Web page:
Merchant cash advance (MCA) resources are available to almost all businesses when circumstances require quick access to money. A merchant cash advance is technically a sale, of some future credit card receipts. Like all financial instruments, there are risks and benefits to using cash advances as a resource.
A Merchant Cash Advance is a Resource:
Businesses have various financial needs and varying resources for meeting those needs. Typical business expenses that can’t be met with revenues can be met with loans, lines of credit or factoring. An advance against future credit card receipts is another potential resource.
Any company with a history of substantial credit and debit card receipts may be eligible for a cash advance, dependent on how much the business owner needs and how much the MCA could realistically expect to collect. A MCA company will sign a contract to take a percentage of credit card receipts until the advance is paid off. The advance may cost 5-10% of each transaction.
Credit cards and business lines of credit might be options for some business owners, but only for very small expenses or for large and stable businesses, respectively.
Factoring, selling the revenue from outstanding invoices, might be an option for businesses that sell expensive services. A durable goods wholesaler might be able to sell future income in this way, but factoring is not an option for many businesses. A small restaurant or a gift shop would not have access to factoring.
A merchant cash advance can be a resource in emergencies. Business owners still need to take account of the potential costs.
Costs and Benefits:
The advances tend to be processed more quickly than regular loans and can be quite large, dependent on the businesses’ proven sales volume. This may be the primary benefit of using a MCA service to get money.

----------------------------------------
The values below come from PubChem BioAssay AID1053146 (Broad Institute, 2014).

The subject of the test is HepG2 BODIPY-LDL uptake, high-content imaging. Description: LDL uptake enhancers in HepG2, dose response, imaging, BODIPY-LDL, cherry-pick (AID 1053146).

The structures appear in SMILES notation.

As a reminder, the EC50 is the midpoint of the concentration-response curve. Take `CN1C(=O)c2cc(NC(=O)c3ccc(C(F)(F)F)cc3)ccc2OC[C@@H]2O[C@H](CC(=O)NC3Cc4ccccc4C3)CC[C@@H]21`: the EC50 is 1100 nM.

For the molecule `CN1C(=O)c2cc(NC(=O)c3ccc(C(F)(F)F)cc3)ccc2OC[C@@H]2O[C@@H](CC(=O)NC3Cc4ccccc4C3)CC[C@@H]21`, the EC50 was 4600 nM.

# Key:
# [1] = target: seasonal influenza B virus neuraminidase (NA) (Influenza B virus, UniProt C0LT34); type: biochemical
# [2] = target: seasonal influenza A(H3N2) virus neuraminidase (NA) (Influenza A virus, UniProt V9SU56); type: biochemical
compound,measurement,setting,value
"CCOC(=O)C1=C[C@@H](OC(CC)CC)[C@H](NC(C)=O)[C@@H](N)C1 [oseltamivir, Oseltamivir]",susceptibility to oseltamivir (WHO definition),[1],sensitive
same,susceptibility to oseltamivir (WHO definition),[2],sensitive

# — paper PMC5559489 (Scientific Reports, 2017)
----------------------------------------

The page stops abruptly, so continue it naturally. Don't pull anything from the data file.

That cash advances don’t need collateral is also an advantage for some firms. Banks generally require that loans be secured by real estate or other tangible assets, which can shut many small businesses out of the loan market.
The good news about cash advances is that payments vary with receipts rather than being a set monthly payment. A short-term business loan of $20,000 might come with an10% interest rate. Borrowing $20,000 for a year might cost a bit less, but loans tend to require either excellent credit or collateral. The repayment terms tend to be inflexible as well. A monthly payment of $1,100 can be a burden if business slows down. A cash advance remains a fixed percentage of receipts, so the monthly cost of the advance goes down, but the total cost of the advance does not change.
Using Cash Advances as a Business Strategy:
Accessing cash and credit is just part of business strategy. Businesses have a variety of options available, dependent on assets and credit rating. Those variables make loans and business lines of credit out of the question for many businesses. A merchant cash advance is a resource to consider using in many circumstances by many businesses.